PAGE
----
Maria Kozlovskaya is a Russian lawyer who is at the forefront of the defence of LGBTQI+ activists on trial under 'gay propaganda' laws, and in the fight against the daily discrimination, harassment and violence against them.
In a statement published by the Russian LGBT Network regarding the impact of legislation banning "homosexual propaganda," Maria Kozlovskaya said: Those laws banning the 'propaganda of homosexuality' adopted in 10 federated states of Russia and the project of the similar federal law in draft are all part of the…criminalization of human rights activists work.
Maria Kozlovskaya is a Russian lawyer who is at the forefront of the defence of LGBTQI+ activists on trial under ‘gay propaganda’ laws, and in the fight against the daily discrimination, harassment and violence against them.
Prejudice against LGBTQI+ people in Russia is pervasive, with state sponsored homophobia in the media, and violence on the streets. This was exacerbated when, in 2013, the so-called ‘gay propaganda’ law was passed, criminalising the “propaganda of non-traditional sexual relationships among minors” – widely interpreted to refer to lesbian, gay and bisexual relationships. Organisations such as Human Rights Watch point out that not only is this law discriminatory, it also ‘… legitimizes anti-LGBT violence and seeks to erase LGBT people from the country’s public life.’ According to Human Rights Watch, in the 12 months after it was promulgated, the law was applied in only four cases, although there have been several more cases since then.
One of these four cases was against one of Kozlovskaya’s clients, Yelena Klimova of the Deti-404 (Children 404) social network, a project set up by Klimova in March 2013 as the ‘gay propaganda’ law was being debated in a dangerous and hostile climate for LGBTQI+ people. Deti-404 provided a vital safe space where teenagers could discuss their problems and find support. For this, Deti-404 was brought to trial several times under the ‘gay propaganda’ law, accused of promoting ‘non-traditional sexual relationships’. In 2014, one court case led to an acquittal, but another in January 2015 ended in a fine of 50,000 roubles (US$880) resulting from a complaint by a member of the Young Guard – the youth wing of the ruling United Russia party – a fine that was subsequently overruled on appeal. In April 2015, following another complaint, again from the Young Guard, a St Petersburg court ruled against Deti-404 and authorised the closure of the website. Klimova was fined yet again in July 2015. Deti-404 was blacklisted by the state media watchdog in 2016.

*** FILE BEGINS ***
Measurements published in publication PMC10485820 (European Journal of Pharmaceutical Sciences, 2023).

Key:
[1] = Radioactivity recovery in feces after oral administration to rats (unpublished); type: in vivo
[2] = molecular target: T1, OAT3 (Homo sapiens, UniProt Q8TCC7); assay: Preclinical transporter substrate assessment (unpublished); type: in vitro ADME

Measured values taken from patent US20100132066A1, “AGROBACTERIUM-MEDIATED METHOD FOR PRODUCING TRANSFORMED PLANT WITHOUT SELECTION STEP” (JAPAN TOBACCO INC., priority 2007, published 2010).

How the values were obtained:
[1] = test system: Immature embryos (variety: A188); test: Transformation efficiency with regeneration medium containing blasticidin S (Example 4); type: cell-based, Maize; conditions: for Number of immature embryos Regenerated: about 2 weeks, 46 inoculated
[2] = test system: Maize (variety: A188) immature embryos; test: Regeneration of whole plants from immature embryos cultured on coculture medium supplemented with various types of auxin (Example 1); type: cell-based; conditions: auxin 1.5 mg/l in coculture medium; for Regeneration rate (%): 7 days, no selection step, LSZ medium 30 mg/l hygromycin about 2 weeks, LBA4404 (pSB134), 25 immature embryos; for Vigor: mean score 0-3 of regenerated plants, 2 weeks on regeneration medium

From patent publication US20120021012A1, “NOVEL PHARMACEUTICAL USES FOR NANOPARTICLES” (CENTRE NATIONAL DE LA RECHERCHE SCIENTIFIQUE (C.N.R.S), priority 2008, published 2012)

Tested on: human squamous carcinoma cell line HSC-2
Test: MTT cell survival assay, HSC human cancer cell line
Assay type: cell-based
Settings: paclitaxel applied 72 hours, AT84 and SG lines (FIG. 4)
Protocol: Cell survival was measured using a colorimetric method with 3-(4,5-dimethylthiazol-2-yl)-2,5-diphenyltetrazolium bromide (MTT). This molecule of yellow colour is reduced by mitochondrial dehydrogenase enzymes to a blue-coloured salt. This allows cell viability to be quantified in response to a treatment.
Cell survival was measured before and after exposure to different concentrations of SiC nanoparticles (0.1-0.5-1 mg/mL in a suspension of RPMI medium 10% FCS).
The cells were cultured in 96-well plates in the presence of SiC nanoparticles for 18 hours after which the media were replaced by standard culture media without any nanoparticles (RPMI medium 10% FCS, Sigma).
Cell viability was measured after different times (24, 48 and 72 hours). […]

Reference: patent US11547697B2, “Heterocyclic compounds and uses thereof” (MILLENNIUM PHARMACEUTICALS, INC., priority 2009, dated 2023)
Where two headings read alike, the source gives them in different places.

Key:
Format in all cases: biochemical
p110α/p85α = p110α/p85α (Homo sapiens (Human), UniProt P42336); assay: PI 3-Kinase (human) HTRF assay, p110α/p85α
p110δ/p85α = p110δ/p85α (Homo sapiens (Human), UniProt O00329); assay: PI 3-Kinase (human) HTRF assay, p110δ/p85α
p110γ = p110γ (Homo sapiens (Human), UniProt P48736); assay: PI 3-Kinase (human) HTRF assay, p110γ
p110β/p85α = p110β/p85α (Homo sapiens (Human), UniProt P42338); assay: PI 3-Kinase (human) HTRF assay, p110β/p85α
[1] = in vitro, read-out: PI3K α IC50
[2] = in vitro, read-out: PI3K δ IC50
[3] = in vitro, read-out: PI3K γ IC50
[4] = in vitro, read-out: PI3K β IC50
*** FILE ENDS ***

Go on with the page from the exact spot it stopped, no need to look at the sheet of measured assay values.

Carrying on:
As well as acting as defence for Deti-404, Kozlovskaya has dedicated her career to defending LGBTQI+ victims of hate crimes. She is the Project Manager and Senior Lawyer at the Russian LGBT Network, an umbrella group that documents homophobic violence and discrimination, provides psychological and legal support, runs awareness raising campaigns, and has lobbied internationally, including at the United Nations.
In January 2016, the situation for LGBTQI+ people threatened to worsen still when another proposed anti-gay law, this time targeting “non-traditional sexual relations, manifested in a public demonstration of personal perverted sexual preferences in public places” was put before the Russian parliament. The proposed law would have provided fines and detention of up to 15 days for public displays of LGBTQI+ identity. Activists were relieved when the proposed law was rejected. But with the 2013 ‘gay propaganda’ law still in place, further discriminatory legislation being floated, a constant drip of homophobic comments from government officials, and a climate that fosters violence and harassment against LGBTQI+ people, clearly Kozlovskaya, Klimova and other LGBTQI+ rights defenders have their work cut out for the foreseeable future.
Illustration by Florian Nicolle